Saturday, June 18, 2011

Executive Director Dave Moore Ends Tenure at SWFWMD

David Moore, CPG

After over eight years holding the reins as executive director of the Southwest Florida Water Management District, Dave Moore has been eased out the door as of Monday, June 20, 2011.  His offer to stay on after his voluntary resignation until his replacement is onboard was rejected. 
Following a half-hearted attaboy, board member Hugh Gramling moved to sever the relationship, post haste, saying when it’s over it’s best to move on.
Some board members rightfully felt two weeks was a bit abrupt, so after an hour of wrangling and multiple amended motions from Jennifer Closshey, they decided to put him on admistrative leave so he'll be available to give advice, until July 15, a totally underwhelming send off. 
William S. Bilenky
Bill Bilenky, the district's current general counsel, was named interim executive director after he told the board he would not be an applicant for the full time job.

I felt the the short shrift given Dave by his board reflects the current misapplied disrespect for all government employees.  But it really goes back decades when Sen. John McKay passed a bill specifically targeting water management district executive directors that essentially prevents them from having the kind of employment contracts enjoyed by practically every county and city manager in the state.  No five-year employment expectations or even three or two.  No grace period in the event of separation at the request of the board.  It’s, just, “see ya,” if you’re lucky, as they hold the door for you.  Sometimes a celebratory “roast” might be held, but that’s about it.

One would think that after dedicating one's life, 24-7, for 8.5 years to running a water district the size of Vermont, filled with political and technical traps and sinkholes, it would have been a happier occasion.

But having been through the “exit” process myself from SWFWMD and the St. Johns River Water Management District, and having witnessed the exodus of Don Feaster, Gary Kuhl and Pete Hubbell from SWFWMD before me, Jack Malloy, Woody Wodraska, Henry Dean and Carol Wehle from the SFWMD, Bill McCartney from NWFWMD and Don Morgan from the Suwannee district, about all that can be said of the process is that it is almost always uncomfortable and awkward.  The congratulatory departures of Don Morgan, Pete Hubbell, Gary Kuhl and Henry Dean are notable exceptions.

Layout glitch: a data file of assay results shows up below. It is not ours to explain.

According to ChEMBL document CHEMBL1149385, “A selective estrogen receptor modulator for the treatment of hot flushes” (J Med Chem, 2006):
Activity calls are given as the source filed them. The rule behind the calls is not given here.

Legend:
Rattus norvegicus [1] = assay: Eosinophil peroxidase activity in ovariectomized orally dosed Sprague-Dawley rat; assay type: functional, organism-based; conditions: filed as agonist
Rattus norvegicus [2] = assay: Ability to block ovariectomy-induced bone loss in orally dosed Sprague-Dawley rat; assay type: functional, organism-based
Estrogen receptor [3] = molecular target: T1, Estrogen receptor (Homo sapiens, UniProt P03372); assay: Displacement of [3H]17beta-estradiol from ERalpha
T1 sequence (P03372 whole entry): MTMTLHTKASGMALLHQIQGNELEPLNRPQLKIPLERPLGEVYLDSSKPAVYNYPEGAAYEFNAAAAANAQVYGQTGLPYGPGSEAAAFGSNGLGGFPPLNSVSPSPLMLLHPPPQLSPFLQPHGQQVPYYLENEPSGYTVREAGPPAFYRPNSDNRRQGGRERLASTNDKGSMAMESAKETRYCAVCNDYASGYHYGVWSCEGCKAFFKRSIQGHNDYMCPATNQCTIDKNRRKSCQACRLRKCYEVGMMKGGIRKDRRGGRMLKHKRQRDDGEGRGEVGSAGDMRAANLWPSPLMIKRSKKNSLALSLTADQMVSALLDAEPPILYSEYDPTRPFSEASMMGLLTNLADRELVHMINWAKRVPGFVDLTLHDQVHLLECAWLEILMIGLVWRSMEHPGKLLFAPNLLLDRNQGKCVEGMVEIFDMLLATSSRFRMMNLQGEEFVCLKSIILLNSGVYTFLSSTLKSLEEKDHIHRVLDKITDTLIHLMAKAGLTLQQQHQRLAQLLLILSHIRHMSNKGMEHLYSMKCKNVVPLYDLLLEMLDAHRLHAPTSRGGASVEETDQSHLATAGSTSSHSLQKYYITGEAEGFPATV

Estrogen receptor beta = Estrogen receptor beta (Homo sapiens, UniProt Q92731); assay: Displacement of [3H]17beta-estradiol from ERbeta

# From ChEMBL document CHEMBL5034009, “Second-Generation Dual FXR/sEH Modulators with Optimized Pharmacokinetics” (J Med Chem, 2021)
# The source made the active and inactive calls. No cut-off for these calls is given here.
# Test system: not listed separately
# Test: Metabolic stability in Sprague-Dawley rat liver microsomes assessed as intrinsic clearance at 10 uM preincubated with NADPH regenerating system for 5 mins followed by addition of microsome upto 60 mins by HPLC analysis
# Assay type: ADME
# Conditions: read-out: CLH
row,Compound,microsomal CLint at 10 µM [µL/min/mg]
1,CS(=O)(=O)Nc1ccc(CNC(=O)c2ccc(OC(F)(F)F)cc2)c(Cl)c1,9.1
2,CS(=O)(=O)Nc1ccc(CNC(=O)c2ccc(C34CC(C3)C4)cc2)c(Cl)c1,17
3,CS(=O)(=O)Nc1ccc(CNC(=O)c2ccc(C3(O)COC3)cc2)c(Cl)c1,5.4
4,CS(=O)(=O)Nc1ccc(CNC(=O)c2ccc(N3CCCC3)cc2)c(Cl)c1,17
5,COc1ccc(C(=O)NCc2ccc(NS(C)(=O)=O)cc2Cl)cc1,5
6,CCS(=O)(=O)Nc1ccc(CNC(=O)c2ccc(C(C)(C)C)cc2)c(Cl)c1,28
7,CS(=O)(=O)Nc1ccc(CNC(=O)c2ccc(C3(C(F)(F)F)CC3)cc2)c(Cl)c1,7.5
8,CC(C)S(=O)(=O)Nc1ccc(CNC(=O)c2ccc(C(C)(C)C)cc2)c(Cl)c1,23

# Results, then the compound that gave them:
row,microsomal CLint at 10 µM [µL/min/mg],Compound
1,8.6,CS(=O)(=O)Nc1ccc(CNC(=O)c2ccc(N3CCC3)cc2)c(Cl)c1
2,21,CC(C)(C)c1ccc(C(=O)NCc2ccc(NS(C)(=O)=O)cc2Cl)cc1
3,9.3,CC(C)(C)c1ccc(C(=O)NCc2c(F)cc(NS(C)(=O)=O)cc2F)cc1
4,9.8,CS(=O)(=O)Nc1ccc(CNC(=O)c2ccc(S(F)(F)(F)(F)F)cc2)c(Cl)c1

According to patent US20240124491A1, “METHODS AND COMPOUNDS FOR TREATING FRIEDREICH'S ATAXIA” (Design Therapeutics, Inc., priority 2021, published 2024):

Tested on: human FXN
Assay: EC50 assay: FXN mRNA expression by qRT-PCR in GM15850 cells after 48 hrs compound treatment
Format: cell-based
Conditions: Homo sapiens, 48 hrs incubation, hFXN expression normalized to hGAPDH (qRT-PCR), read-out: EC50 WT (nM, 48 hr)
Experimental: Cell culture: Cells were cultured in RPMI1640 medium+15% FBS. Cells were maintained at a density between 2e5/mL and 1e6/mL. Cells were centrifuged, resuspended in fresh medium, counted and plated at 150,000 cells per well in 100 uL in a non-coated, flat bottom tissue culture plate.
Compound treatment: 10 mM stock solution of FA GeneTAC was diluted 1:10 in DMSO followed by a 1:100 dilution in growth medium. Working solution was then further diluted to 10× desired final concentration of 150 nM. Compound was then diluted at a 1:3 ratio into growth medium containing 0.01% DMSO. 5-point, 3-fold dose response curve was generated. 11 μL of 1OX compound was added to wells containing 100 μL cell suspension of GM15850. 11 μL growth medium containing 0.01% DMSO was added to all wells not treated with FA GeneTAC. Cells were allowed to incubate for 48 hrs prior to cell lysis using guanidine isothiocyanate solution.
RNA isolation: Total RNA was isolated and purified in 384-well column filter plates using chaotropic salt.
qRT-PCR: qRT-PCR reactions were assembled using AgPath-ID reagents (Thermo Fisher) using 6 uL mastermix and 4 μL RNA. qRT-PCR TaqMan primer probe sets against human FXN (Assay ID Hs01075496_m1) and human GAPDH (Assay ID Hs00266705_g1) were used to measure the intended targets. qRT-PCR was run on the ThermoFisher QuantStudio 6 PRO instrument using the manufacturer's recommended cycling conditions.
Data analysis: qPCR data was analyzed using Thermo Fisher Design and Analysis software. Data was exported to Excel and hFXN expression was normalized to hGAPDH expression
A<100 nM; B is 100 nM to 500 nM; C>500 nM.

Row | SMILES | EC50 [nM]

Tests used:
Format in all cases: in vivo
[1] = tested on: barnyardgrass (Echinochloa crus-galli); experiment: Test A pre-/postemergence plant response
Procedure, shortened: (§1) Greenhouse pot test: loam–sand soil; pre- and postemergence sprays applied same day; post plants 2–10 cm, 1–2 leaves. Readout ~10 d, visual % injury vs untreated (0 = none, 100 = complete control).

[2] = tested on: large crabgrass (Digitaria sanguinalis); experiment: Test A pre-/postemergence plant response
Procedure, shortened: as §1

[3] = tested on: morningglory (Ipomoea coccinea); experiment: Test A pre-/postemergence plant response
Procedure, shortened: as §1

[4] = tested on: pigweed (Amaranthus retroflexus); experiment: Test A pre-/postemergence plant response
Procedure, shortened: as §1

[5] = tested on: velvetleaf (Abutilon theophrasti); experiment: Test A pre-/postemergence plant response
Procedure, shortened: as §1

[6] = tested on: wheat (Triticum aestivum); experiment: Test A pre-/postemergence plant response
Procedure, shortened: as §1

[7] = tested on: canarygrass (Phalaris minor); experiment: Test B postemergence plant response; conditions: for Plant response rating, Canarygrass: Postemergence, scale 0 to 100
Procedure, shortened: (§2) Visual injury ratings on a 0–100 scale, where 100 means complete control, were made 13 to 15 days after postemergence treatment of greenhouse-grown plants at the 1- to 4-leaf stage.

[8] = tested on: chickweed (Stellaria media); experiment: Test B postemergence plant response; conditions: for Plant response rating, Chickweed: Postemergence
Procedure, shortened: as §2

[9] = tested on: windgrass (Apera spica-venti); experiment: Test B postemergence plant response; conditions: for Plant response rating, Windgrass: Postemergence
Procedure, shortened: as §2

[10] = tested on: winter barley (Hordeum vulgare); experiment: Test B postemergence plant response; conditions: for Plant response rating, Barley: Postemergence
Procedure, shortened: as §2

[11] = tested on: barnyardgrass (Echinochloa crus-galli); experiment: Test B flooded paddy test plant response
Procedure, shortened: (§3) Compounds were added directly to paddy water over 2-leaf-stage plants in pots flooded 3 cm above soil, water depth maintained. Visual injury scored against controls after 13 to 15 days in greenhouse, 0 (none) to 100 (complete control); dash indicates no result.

And so it was with Dave.  Hopefully, I judge too soon.  Maybe they will recognize him and thank him for a job well done, on a special occasion held just for that.  They should.
Afterward, Dave went to lunch with a few friends who spoke of the job and what it entails.  Despite the board’s comments that eight years is a rare achievement by anyone holding a water management district executive director’s seat, there is little doubt that most of them have no idea just how mentally and physically debilitating the job really is.  There is no quest for pity here.  It's just the way it is.
We laughed about how many “attaboys” it takes to overcome one “aw sh_t”, and surmised it could be as many as a thousand.  Maybe two.
We talked about the fact that no matter how successful one might be in doing the right thing, there are always, say, 15% who won't like it and will hold it against you personally.  Next month or next year, but always inevitably, that 15% will be placated but there will be another 15% who are not.  And so on, until 100% of all who might remotely give a damn about what you’re doing and how you’re doing it, will have at one time or another fallen into the 15% “dissatisfied” category. 
On the other hand, the euphoria that comes with successfully achieving an incredibly difficult feat ends within a very short period of time along with any goodwill that may have accompanied it.  Invariably, it evaporates, assigned to oblivion, never to be remembered or appreciated again, while the stigma of an “aw sh_t” never goes away and in fact continues to build until it becomes who you are.
Eventually one becomes defined not by all the good he or she may have accomplished for the larger 85%, but by the unavoidable "aw sh_ts" that never made more than 15 % unhappy at any one point in time.
Anything short of absolute perfection, it seems, can’t be tolerated so the marriage is usually brought to an unflattering end. It is what it is.
None of us are perfect.  We never claimed to be and never expected to be.  But we tried.  David Moore tried too and was as good as any of us at having achieved difficult things under difficult circumstances.  The bottom line is that he did his job with energy, excellence, intelligence and good sense.  He did it well in a war zone of vindictive and powerful legislators, a new governor who doesn’t yet know the potential disaster he might be wreaking upon our fair state, and board members who, with a few exceptions, are generally too eager to fill the requirements of their own egos or political agendas to see the right thing they should be doing.
Those of us who have been there will stand for Dave and declare he did a fine job.  He will go on to do more.

Everything’s good, Dave.  Let’s do lunch soon.  On me.

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